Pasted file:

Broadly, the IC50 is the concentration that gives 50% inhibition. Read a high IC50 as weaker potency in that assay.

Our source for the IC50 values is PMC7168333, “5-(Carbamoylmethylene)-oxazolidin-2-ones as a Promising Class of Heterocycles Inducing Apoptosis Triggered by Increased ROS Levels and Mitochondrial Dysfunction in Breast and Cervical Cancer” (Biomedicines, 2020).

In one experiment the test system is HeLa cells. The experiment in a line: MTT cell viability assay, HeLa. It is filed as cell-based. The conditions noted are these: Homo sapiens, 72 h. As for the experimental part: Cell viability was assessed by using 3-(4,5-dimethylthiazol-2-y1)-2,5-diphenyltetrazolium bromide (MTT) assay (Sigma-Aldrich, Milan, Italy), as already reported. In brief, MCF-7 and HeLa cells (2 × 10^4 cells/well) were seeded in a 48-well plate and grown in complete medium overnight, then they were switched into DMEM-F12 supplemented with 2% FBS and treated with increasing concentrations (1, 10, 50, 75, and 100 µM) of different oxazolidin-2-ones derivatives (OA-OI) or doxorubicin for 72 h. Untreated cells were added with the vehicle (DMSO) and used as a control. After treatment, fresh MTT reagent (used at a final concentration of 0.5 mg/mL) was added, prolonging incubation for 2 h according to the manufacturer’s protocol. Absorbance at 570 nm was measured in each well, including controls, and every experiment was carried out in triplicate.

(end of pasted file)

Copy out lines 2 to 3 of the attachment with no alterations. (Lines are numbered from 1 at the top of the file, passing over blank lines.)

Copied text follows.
Our source for the IC50 values is PMC7168333, “5-(Carbamoylmethylene)-oxazolidin-2-ones as a Promising Class of Heterocycles Inducing Apoptosis Triggered by Increased ROS Levels and Mitochondrial Dysfunction in Breast and Cervical Cancer” (Biomedicines, 2020).

In one experiment the test system is HeLa cells. The experiment in a line: MTT cell viability assay, HeLa. It is filed as cell-based. The conditions noted are these: Homo sapiens, 72 h. As for the experimental part: Cell viability was assessed by using 3-(4,5-dimethylthiazol-2-y1)-2,5-diphenyltetrazolium bromide (MTT) assay (Sigma-Aldrich, Milan, Italy), as already reported. In brief, MCF-7 and HeLa cells (2 × 10^4 cells/well) were seeded in a 48-well plate and grown in complete medium overnight, then they were switched into DMEM-F12 supplemented with 2% FBS and treated with increasing concentrations (1, 10, 50, 75, and 100 µM) of different oxazolidin-2-ones derivatives (OA-OI) or doxorubicin for 72 h. Untreated cells were added with the vehicle (DMSO) and used as a control. After treatment, fresh MTT reagent (used at a final concentration of 0.5 mg/mL) was added, prolonging incubation for 2 h according to the manufacturer’s protocol. Absorbance at 570 nm was measured in each well, including controls, and every experiment was carried out in triplicate.